Of course it matters. The FBI wants to install new software so that the phone doesn't wait longer and longer when you type in an incorrect passcode, and so that it doesn't erase the phone after 10 attempts. They still need to check 10,000 combinations with a 4 digit passcode (about 15-20 minutes), 1,000,000 combinations with a 6 digit passcode (a day), ... and 5 1/2 years for 8 digits + lowercase + uppercase letters.
 

ptb42

macrumors 6502a
Oct 14, 2011
703
184
Yes, this is the same trail of assertions I've seen earlier. It hinges on the contention that Apple can update the firmware for the Secure Enclave, and remove the enforced delay between attempts.

But, I'm skeptical because I find it hard to believe that Apple would leave that door open. That would mean the A6 processor (and earlier) is actually more resistant to brute-force attacks on the combined device UID and passcode, due to the required iterations that require 80 ms.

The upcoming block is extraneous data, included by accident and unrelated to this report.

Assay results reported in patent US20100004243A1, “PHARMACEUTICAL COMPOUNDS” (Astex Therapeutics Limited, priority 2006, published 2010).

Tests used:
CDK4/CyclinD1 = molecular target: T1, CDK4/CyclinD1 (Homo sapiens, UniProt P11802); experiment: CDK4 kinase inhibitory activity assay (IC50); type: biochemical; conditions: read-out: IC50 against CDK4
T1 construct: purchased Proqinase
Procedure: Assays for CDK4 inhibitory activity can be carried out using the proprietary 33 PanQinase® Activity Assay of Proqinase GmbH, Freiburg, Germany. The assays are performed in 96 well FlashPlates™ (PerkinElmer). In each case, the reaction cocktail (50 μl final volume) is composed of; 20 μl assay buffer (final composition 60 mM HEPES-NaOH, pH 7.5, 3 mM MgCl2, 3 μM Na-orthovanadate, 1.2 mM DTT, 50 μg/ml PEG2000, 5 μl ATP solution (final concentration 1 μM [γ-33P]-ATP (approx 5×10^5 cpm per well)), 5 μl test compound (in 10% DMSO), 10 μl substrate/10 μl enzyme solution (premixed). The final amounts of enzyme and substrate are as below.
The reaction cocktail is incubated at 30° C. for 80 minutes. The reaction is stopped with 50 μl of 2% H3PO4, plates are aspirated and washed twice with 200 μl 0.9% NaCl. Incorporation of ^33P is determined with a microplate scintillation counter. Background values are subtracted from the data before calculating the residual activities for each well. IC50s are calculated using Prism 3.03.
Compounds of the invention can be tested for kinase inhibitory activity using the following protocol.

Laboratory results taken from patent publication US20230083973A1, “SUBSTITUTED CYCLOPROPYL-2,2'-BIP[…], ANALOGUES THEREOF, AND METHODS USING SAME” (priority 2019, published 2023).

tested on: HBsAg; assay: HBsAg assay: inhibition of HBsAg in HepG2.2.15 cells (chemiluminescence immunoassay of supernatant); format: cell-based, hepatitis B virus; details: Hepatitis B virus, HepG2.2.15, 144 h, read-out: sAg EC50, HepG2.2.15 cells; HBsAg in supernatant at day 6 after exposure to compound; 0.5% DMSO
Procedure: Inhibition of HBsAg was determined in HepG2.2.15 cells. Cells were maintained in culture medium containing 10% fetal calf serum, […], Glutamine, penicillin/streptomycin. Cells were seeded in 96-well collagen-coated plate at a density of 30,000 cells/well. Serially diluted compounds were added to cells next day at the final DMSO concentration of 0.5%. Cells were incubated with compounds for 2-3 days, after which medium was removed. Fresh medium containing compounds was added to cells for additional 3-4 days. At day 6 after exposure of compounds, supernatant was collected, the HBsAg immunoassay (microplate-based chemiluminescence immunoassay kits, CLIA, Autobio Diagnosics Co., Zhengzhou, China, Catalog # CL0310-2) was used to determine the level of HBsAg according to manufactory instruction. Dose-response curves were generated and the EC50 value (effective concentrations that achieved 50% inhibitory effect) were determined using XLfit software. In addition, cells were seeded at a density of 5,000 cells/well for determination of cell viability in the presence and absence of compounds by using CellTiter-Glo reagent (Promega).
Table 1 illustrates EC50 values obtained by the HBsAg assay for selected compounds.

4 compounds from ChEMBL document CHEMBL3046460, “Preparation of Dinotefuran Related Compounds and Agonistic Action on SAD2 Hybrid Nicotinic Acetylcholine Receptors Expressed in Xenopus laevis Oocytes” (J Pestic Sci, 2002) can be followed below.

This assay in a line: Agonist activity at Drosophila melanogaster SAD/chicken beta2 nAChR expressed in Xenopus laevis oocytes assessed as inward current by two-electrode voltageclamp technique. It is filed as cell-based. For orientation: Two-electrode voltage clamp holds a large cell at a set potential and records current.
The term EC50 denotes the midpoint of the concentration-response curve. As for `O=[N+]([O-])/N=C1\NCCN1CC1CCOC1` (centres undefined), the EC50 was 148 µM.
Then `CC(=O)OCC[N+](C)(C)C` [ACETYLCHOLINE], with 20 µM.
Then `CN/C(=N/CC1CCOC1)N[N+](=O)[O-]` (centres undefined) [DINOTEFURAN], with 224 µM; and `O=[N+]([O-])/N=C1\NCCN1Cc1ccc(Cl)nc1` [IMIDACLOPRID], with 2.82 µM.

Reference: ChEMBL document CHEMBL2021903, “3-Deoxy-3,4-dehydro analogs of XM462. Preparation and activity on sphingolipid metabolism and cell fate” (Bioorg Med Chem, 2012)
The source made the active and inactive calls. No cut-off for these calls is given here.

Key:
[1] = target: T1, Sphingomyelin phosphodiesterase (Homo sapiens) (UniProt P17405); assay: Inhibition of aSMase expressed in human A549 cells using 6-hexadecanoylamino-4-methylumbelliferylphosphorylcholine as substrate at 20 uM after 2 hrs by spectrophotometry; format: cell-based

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arn

macrumors god
Staff member
Apr 9, 2001
15,317
3,581
Yes, this is the same trail of assertions I've seen earlier. It hinges on the contention that Apple can update the firmware for the Secure Enclave, and remove the enforced delay between attempts.

But, I'm skeptical because I find it hard to believe that Apple would leave that door open. That would mean the A6 processor (and earlier) is actually more resistant to brute-force attacks on the combined device UID and passcode, due to the required iterations that require 80 ms.
This isn't speculation. This is Apple telling Techcrunch "yes, it's possible".

arn
 

ptb42

macrumors 6502a
Oct 14, 2011
703
184
This isn't speculation. This is Apple telling Techcrunch "yes, it's possible".
No, this was Techcrunch claiming that Apple told them that.

There was no attribution, and no source document.

As you may remember, the "error 53" was "intended behavior", until someone at Apple other than a corporate mouthpiece investigated.